TWICE A YEAR, The Department of Energy (DOE) goes to Micronesia to take toll of the damage caused by the repeated explosion of nuclear weaponry in the Marshall Islands. Usually the examinations involve a checking of thyroid glands, Darlene Keju, a Marshallese says, but only those who were around during the explosion of a 1954 hydrogen bomb are examined. "They are only interested in studies using us as guinea pigs," Keju says, adding that the recent generations of Marshallese are used as a control group for the tests.
Historical evidence supports these claims by Keju, a long-time activist on behalf of the Micronese. The story of the Japanese fisherman on the "Lucky Dragon" vessel is well known. The 1954 Bravo surface detonation of the 15-megaton bomb left the customary ash that accompanies fallout. Shortly afterwards several of the men experienced nausea, vomiting and itching skin--common symptoms of radiation exposure. Several crew members eventually fell ill and died. The U.S. government gave $2 million in compensation to the Japanese government.
For the Marshallese, however, the story became much more complicated. Despite obvious signs of nuclear fallout confirmed by the experience of the Japanese, the people of the Bikini atoll were not evacuated from the area. Afterwards the leaders of more than 10 atolls petitioned the United Nations Trusteeship Council requesting that:
all the experiments with lethal weapons within this area be immediately ceased. If the experiments...should be judged absolutely necessary for the eventual well being of all people of this world...all possible precautionary measures to be taken (and) all human beings and their valuable possessions be transported to safe distances before such explosions occur...
Islanders did receive examinations at the Kwajalein Navy base, with doctors sending most of them back to their contaminated islands. People from the Utrik islands had received "small am-mounts of radiation (14 rads) and could therefore return home," Brookhaven National Laboratory doctors found. "Their island was only slightly contaminated and considered safe for habitation."
Since that time generations of Micronesians have shown signs of radiation exposure. In addition to the constant recurrence of children born with birth defects, retardation, and miscarriages among Micronese food supply has been drastically Instead of the typical fruit, vegetable and seafood diet once common throughout the Islands, the Micronesia from the United States. "Most of our traditional foods are contaminated," Keju says. "Our fish come out of the water already poisoned. Our fruits come out a different color and shape than they are supposed to be."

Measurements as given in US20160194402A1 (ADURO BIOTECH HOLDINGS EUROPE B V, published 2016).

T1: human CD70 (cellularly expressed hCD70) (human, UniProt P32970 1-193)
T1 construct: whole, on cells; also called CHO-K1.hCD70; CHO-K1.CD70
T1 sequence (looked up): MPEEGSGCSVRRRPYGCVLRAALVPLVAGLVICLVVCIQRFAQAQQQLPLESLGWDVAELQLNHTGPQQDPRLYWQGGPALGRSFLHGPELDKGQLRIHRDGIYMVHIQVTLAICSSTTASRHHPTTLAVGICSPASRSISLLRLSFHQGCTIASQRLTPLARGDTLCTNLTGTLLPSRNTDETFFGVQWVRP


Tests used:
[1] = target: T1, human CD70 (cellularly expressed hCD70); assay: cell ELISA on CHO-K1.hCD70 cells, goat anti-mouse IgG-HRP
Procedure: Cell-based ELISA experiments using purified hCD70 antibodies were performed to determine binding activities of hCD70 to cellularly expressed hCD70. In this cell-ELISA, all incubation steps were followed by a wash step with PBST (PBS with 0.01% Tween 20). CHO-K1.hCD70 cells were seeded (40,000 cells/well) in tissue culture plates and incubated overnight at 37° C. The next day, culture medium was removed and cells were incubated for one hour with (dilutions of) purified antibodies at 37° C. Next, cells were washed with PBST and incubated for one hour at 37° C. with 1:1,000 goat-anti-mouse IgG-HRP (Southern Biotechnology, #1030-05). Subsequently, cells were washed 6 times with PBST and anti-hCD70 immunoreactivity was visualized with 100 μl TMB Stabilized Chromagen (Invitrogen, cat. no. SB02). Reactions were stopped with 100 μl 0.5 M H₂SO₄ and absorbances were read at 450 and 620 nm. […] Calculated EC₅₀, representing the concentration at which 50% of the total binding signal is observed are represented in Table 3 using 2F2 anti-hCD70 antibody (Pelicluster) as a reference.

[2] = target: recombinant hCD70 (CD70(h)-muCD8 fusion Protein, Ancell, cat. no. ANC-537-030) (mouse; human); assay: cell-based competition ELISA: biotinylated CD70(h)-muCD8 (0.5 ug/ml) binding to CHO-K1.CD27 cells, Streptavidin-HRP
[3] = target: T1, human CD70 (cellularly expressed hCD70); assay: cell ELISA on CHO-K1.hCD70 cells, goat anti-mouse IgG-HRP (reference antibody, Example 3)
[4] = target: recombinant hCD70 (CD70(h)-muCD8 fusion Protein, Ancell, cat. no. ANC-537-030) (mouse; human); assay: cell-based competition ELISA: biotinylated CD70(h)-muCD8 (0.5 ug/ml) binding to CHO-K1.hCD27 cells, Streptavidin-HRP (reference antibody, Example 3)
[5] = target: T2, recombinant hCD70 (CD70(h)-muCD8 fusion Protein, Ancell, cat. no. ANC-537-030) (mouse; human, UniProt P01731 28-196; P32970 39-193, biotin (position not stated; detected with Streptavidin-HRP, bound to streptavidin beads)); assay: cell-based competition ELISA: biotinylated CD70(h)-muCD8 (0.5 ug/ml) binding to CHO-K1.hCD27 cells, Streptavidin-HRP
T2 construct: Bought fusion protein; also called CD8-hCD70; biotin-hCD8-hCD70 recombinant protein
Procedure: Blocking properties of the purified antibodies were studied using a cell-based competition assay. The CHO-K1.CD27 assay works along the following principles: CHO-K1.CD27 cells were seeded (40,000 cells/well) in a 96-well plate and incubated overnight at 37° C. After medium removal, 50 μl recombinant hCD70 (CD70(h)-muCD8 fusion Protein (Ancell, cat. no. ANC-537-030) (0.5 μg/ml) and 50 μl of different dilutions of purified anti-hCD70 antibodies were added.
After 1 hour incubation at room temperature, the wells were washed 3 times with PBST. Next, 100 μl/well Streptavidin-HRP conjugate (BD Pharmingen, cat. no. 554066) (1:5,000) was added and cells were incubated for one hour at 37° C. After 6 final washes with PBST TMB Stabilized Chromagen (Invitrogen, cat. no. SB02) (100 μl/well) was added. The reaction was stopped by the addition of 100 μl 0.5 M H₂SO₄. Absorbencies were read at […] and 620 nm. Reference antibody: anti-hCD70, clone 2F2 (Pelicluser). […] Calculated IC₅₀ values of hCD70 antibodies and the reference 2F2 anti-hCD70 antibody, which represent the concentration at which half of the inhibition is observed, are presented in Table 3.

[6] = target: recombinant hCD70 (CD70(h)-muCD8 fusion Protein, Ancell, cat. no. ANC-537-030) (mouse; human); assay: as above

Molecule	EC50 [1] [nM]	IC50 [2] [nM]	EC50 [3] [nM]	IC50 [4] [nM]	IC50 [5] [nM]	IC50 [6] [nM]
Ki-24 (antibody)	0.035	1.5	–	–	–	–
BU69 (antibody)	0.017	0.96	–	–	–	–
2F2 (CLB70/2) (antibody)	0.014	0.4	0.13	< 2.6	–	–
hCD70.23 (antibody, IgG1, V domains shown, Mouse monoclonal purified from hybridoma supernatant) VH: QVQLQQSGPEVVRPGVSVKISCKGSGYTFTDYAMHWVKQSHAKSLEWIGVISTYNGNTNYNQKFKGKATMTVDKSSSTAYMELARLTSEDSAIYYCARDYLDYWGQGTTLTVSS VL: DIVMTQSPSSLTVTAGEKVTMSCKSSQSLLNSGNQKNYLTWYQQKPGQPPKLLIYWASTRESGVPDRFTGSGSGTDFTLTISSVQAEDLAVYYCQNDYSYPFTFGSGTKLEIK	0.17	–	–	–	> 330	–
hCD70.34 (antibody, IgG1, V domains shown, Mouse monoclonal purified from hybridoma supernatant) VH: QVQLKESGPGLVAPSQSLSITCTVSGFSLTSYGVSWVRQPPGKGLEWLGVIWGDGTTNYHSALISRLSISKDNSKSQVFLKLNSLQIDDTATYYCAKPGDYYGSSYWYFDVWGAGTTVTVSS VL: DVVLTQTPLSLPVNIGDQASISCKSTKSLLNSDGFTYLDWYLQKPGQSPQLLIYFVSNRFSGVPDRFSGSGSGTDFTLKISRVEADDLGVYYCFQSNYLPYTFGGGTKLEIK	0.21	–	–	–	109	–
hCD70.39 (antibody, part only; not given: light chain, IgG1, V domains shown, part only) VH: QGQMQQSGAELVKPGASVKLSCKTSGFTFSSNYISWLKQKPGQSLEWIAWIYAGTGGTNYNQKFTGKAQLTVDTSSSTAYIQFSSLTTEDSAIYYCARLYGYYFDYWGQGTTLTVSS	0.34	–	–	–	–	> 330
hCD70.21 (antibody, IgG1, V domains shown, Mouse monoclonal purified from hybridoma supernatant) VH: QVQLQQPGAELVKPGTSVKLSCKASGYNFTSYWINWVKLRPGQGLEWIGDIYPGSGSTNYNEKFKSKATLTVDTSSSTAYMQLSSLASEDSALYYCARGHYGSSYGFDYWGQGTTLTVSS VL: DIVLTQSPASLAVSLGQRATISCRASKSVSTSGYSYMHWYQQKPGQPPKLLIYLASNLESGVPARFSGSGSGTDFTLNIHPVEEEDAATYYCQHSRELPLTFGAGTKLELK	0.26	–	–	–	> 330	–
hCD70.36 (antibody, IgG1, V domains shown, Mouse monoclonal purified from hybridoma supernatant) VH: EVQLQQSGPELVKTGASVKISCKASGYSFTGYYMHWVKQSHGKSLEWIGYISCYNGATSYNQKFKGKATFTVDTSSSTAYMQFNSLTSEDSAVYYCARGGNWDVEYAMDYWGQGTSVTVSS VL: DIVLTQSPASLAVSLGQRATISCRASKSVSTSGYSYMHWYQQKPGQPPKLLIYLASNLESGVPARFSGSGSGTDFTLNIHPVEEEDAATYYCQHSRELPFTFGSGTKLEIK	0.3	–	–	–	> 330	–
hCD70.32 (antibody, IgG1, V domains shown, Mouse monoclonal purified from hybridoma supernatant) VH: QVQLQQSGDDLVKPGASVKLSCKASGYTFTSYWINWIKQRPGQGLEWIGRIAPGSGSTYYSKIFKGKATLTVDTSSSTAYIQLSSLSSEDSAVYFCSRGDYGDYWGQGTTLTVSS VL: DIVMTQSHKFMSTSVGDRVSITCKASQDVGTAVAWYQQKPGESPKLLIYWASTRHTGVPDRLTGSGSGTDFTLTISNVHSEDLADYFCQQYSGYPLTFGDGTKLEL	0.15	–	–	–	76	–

In 1966 Brookhaven doctors found that Marshallese food items from the contaminated and uninhabited Rongelap area have an "intake of strontium 90 over a seven day period [that] was twenty times higher than normal and that of cesium 137, sixty times higher than normal." Despite this information, government-sponsored examinations of islanders come only once every three years and only at certain islands. There are no centers established to deal with radiation - oriented symptoms.
Examinations of islanders are usually carried out by Brookhaven doctors, under the guidance of the Department of Energy. Micronesians do not have access to their own medical records, and independent efforts to launch medical studies have usually been disallowed by the U.S.
UNTIL RECENTLY, foreign exchange and investment with countries other than the U.S. was also prohibited. Most of the island economies are totally dependent on U.S. capital. Paradoxically, however, western-style modernization also poses threats to the native population; with thyroid problems and cancerous growths, the Marshallese and other islanders are affected by high blood pressure and diabetes and other illnesses previously rare to Micronese citizens.
Programs already poorly implemented in the United States, such as food stamps compensation, have been exported to Micronesia--with adverse effects, since no studies were done to see whether U.S. policy would work in Micronesia. And while Micronesians pledge allegiance to the United States flag and are eligible for U.S. university scholarships, they have no voice in U.S. government. The Peace Corps also has several groups assigned to Micronesia. The result, says Giff Johnson, a U.S. journalist and activist is "an extension of American values through Micronesia a way to hide the conflicting strategic interests that go with the Trusteeship."
The Nuclear Free Pacific movement has nevertheless struggled to keep Micronesia in the American political pictures. Now married, Keju and Johnson spend countless hours organizing, teaching and talking about Micronesia and its relationship to the United States, and about the health quality of islanders living in Micronesia.
Johnson has also written extensively on the subject of militarization of the Pacific for the Nation and the Bulletin of Atomic Scientists.
Together with Keju, a public health specialist, Johnson says an independent research survey of health conditions in Micronesia is underway. It is the first such study, outside of the DOE and some more limited attempts by Japanese scientists, to find evidence of the true health conditions of Micronesians.
MEANWHILE, many of the islands are working toward free association, which would give them greater economic aid in exchange for, in some causes, specific military rights for the U.S. The Mariana Islands on Micronesia now have commonwealth status.
At the same time, the islands of Micronesia, once a string of paradises in the Pacific, have learned first hand the workings of U.S. democracy at its worst. Says Keju, "We believed in the altruism of the situation and found later we were being mislead. We have found that freedom isn't free. You've got to pay the price. But you have to remember, the Marshallese have no word for enemy."